Electing Foreign Religions Ambassadors as Ọbas Will Harm Ìsèse
By Posi Tubosun
Mo se ìbà àwon Àgbà o. Nínú Odù mímó Òse Òtúrá (Òsetŭrá): Wéré ni ejí se ń délé Ayé; Bí òjò bá rò láròjù, a di àgbàrá; Àgbàrá ńlá níí ya ebè sí poro oko; Adífá fún Ìbà tíí se Àkóbí Elédùmarè; Ìbá Baba, Ìbá Yèyé, Ìbà Olúwo, Ìbà Odùbonà Ìbà Àràbà n’Ifè, tíí se Baba Eríwo.
I’m saddened that, as a Yorùbá citizen, we keep taking a few positive steps forward and then take major steps backwards in our land, and this occurrence, the appointment of a career pentecostal pastor as the Head of our Ìsèsse institution, is one of such. Appointing not just practitioners, but extreme propagators of destructive foreign religions and cultures to head our Ìsèse institutions is both odiously self-damaging and anachronistic in our journey back to self-discovery in the land of Oótù. The process of self-discovery in Yorubaland has been noticeable with the recognition of Ìsèse public holidays recently. However there were some missteps along the way, like the appointment of Ọba Rasheed, an eccentric foreign religion apologist as the Oluwo of Iwo, and the appointment of many of those witless, discreditable and dishonourable Oba that attended Adeboye’s Redeemed Church recently to publicly announce their knavish condescension to foreign religion – a clear breach of their fiduciary duty as the custodian of the Oótù Ìsèse institution that they swore to serve as a trustee of.
Ọbaship in Yorùbáland is an integral part of our Ìsèse! Our various kingmakers owe it a sense of duty to the land of Oótù in shortlisting eligible Oba, to screen off princes who are likely to pollute our culture for the sake of self-preservation, otherwise we may be setting ourselves up for self-immolation in piecemeal.
In Yorùbáland of Bénin Republic, it would be abominable if Alákétu, Onípópó, Onísábě, Alájàsé (Port-Novo), Alájòwùn, Onípòbé, Onísakété, Onífòyìn, Olóhŭnbé, Onílăshè, or Onísăwùrú should decide to abandon their Ìsèse to “surrender their fiduciary trust” to the foreign Abrahamic religion or culture. It is right to draw the parallel here between this foolishness of handing over our heritage to plunderers who have been indoctrinated to hate it because of their personal inferiority complex, and the folly of Kakanfò Àfònjá that pitched his tent with Salih Jinta (otherwise known as Shehu Alimi) a fulani mercenary cum Islamic cleric. After the death of Shehu Alimi, his son Abdul Salami an ambitious man capitalised on the chain of events thereafter to instigate a revolt that claimed the life of Kakanfò Àfònjá in 1817. Fast forward to 2023, descendants of Usman Dan Fodio is an Emir in Ilorin (Yorùbá soil), and practitioners of Ìsèse are being persecuted. Any lessons learnt?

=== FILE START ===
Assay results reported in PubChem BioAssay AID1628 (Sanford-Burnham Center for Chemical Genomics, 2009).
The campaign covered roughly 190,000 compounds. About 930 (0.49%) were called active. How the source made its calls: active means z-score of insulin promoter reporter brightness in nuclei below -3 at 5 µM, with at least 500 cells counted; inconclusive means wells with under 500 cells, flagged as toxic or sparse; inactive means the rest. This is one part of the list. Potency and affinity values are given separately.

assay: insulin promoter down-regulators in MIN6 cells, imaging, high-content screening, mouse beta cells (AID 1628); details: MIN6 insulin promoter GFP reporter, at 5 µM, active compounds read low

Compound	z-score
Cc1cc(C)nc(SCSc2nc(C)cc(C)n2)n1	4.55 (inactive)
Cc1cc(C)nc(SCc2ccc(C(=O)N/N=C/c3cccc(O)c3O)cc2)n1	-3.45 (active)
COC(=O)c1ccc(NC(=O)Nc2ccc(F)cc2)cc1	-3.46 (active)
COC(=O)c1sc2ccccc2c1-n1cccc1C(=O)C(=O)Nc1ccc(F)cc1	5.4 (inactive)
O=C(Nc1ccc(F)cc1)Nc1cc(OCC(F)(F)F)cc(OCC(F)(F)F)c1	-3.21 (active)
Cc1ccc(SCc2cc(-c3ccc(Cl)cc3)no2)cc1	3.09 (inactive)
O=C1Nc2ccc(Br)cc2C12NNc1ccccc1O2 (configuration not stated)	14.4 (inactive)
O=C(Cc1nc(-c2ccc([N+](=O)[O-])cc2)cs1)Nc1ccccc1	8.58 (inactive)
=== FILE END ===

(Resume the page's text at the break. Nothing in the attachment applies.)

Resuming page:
Can a Christian be allowed to head the Shinto shrine in Japan? Can a Muslim be allowed to head the Buddha temple? Can a Christian be allowed to head a Shariah cultural institution in Saudi Arabia? Or can a council of Imams advise of how to run the Vatican, or, can a muslim or Christian be allowed to manage the jewish state? If the answer to the above is a resounding no, why should a pastor head our own Ìsèse? Ìrete Ogbè (Ìréntegbè) says: “Ohun abínibí kìí wù wón, teni eléni níí yá won lára, Adífá fún ìwòdèèrè tí yóó se alábărìn eja…”
Aren’t we setting ourselves up for a systemic failure as a people?
In conclusion, it is the responsibility of all right-wing Conservative Yorùbá citizens who are highly influential wherever they are, to henceforth get involved in the process of choosing the custodians of their Ìsèse (ie Obaship) before corrupt pastors and other practitioners of foreign religions hijack the process.
For avoidance of doubt, a comprehensive definition of Ìsèsè is contained in Odù Mímó Ògúndá Òwónrín thus: Òkún sú nàre-nàre; Òsà sú lègbe-lègbe; Aláyé rayé, awo abé ota; Alásàn ń ràsàn awo ilè odò; Àwon àgbà ìmùlè wò ìgbèyìn òrò; Wón rí pé kò sunwòn mó; Wón fí’run imú dí gbágí ojú; Won fi’rùngbòn díyà pin-pìn-pin; A dífá fún ìsèse tíí se olórí orò láyé; A bù fún Ìsèse tíí s’olórí orò ní’wàrun; Baba Eni, Iya Eni, Ìsèse Eni ni; Òrìsà ilé Eni, Ìsèse Eni ni; Orí Eni, Ìsèse Eni ni; Ìsèse làá bo n’ífè ká tó bo Ebora.
Christianity, Islam and other foreign cultures, traditions and religions are not part of our own Ìsèse in the land of Oótù. Ire o.